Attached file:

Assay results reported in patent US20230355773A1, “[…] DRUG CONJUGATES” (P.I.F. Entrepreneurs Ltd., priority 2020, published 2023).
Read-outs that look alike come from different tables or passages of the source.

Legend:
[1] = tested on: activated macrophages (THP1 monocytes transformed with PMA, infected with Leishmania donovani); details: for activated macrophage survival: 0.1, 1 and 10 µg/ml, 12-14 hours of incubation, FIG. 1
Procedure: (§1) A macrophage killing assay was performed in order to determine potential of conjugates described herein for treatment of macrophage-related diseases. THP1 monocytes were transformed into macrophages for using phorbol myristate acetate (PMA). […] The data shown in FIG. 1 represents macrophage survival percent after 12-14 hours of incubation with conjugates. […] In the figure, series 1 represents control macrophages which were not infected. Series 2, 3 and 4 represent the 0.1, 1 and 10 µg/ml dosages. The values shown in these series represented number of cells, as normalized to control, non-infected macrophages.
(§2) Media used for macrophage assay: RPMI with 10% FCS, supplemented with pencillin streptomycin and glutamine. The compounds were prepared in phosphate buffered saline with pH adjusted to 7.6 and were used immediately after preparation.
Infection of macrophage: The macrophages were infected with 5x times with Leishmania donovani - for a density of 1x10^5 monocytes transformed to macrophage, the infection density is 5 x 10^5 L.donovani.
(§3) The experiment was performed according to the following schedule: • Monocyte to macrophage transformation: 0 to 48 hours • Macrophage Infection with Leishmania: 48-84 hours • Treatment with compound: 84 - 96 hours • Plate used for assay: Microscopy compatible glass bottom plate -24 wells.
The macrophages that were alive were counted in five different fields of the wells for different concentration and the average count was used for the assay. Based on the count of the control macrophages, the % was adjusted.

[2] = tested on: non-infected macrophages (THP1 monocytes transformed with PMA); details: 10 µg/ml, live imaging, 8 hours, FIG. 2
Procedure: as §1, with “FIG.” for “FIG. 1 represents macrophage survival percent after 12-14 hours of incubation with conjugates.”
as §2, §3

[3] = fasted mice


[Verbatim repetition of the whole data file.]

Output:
Assay results reported in patent US20230355773A1, “[…] DRUG CONJUGATES” (P.I.F. Entrepreneurs Ltd., priority 2020, published 2023).
Read-outs that look alike come from different tables or passages of the source.

Legend:
[1] = tested on: activated macrophages (THP1 monocytes transformed with PMA, infected with Leishmania donovani); details: for activated macrophage survival: 0.1, 1 and 10 µg/ml, 12-14 hours of incubation, FIG. 1
Procedure: (§1) A macrophage killing assay was performed in order to determine potential of conjugates described herein for treatment of macrophage-related diseases. THP1 monocytes were transformed into macrophages for using phorbol myristate acetate (PMA). […] The data shown in FIG. 1 represents macrophage survival percent after 12-14 hours of incubation with conjugates. […] In the figure, series 1 represents control macrophages which were not infected. Series 2, 3 and 4 represent the 0.1, 1 and 10 µg/ml dosages. The values shown in these series represented number of cells, as normalized to control, non-infected macrophages.
(§2) Media used for macrophage assay: RPMI with 10% FCS, supplemented with pencillin streptomycin and glutamine. The compounds were prepared in phosphate buffered saline with pH adjusted to 7.6 and were used immediately after preparation.
Infection of macrophage: The macrophages were infected with 5x times with Leishmania donovani - for a density of 1x10^5 monocytes transformed to macrophage, the infection density is 5 x 10^5 L.donovani.
(§3) The experiment was performed according to the following schedule: • Monocyte to macrophage transformation: 0 to 48 hours • Macrophage Infection with Leishmania: 48-84 hours • Treatment with compound: 84 - 96 hours • Plate used for assay: Microscopy compatible glass bottom plate -24 wells.
The macrophages that were alive were counted in five different fields of the wells for different concentration and the average count was used for the assay. Based on the count of the control macrophages, the % was adjusted.

[2] = tested on: non-infected macrophages (THP1 monocytes transformed with PMA); details: 10 µg/ml, live imaging, 8 hours, FIG. 2
Procedure: as §1, with “FIG.” for “FIG. 1 represents macrophage survival percent after 12-14 hours of incubation with conjugates.”
as §2, §3

[3] = fasted mice